She said there are numerous resources to obtain information about mental health, including The Children and Adolescent Bipolar Foundation.

\”There are groups out there that can help you,\’\’ she said, adding that her son is involved in the mental health system.

\”As a country and a state, we tend to talk about empathy,\’\’ she said. \”We don\’t empathize sometimes, and we forget about it later on. … We forget that there are people out there who hurt every single day. … That\’s what it\’s all about. It\’s about empathizing with people.\’\’

 Dr. Ezra H. Griffith, a psychiatry professor and senior research scientist at the Yale School of Medicine in New Haven, asked about the insurance coverage problems with pediatric psychiatrists and other health professionals.

If the charge is $160 per visit, the psychiatrist often gets $60 because of the reduced reimbursement rates , Pernerewski said.

Griffith spoke later about colleges not getting information about students from the high schools.

\”I have not been impressed that universities handle the information very well,\’\’ Griffith said. \”The deans of students just panic and do some pretty outrageous things. They exclude the person from the university. I don\’t know if you know it, but that\’s what they do.\’\’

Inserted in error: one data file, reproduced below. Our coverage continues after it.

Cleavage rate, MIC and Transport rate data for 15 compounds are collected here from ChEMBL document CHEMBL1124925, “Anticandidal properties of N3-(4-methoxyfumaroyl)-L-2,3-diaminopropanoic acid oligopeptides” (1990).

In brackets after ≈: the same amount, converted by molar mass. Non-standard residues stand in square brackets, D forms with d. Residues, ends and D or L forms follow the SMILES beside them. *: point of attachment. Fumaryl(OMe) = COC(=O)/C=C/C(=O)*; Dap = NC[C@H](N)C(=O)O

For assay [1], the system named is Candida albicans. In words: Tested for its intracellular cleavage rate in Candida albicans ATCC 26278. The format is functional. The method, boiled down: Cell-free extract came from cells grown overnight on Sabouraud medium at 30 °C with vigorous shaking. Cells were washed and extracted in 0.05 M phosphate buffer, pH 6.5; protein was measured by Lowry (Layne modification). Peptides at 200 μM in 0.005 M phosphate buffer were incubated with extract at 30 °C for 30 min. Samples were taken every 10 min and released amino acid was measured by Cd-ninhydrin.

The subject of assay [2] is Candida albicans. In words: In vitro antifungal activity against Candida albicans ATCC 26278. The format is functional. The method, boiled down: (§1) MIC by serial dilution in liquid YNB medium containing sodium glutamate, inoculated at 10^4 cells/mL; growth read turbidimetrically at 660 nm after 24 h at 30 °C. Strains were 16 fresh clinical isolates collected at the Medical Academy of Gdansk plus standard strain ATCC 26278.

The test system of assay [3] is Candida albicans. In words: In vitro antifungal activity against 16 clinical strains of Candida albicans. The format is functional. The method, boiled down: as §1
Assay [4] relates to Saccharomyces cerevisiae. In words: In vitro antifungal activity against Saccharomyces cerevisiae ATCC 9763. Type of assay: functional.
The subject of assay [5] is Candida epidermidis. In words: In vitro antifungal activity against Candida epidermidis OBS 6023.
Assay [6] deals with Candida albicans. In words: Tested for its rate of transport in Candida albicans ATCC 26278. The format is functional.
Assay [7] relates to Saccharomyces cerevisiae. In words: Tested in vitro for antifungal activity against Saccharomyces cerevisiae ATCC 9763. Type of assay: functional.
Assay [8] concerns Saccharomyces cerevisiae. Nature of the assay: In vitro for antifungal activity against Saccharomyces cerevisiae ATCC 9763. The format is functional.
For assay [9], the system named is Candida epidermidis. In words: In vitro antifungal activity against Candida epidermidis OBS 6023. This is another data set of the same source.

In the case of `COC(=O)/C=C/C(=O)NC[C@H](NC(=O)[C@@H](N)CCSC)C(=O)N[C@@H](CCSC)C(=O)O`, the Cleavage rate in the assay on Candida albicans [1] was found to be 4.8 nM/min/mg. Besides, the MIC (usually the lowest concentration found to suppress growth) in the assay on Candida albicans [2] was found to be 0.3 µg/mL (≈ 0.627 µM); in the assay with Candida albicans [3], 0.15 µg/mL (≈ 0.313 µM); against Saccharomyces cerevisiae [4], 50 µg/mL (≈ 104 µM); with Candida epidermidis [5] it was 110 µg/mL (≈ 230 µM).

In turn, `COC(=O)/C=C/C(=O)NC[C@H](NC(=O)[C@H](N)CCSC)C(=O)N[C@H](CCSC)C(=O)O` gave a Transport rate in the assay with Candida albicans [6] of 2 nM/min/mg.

Regarding Randazzo\’s presentation about threat assessment teams, Dr. Adrienne Bentman of the Institute of Living said, \”I think this is an extraordinarily valuable presentation. Her description of the Alaskan school shooting … you can envision those as dramatic augmentations\’\’ of students not thinking thoroughly about what they are hearing in school and not reporting it.

The Courant is using Facebook comments on stories. To comment on articles, sign into Facebook and enter your comment in the field below. Comments will appear in your Facebook News Feed unless you choose otherwise. To report spam or abuse, click the X next to the comment. For guidelines on commenting, click here.

25 thoughts on “Former Secret Service Researcher Tells Sandy Hook Advisory Commission That Some Future Shootings Are Preventable

  1. justme

    When are the mental health of the killers going to be properly addressed with the same zeal as the gun control advocates have??????

  2. Peter Szymonik

    The actual problem we have in this state is that our mental health industry and available services have been completely co-opted by the state “family court” system and Guardian ad Litems who funnel business to these therapists (and back) them in order to perform cursory and completely useless “evaluations” for the court.

    The reason we have such a problem with access to mental health services – is because of this and the inherent dysfunction of every state agency and institution that is supposed to be helping families and children, actually prolonging, if not in fact encouraging, the suffering in order that everyone may profit from it.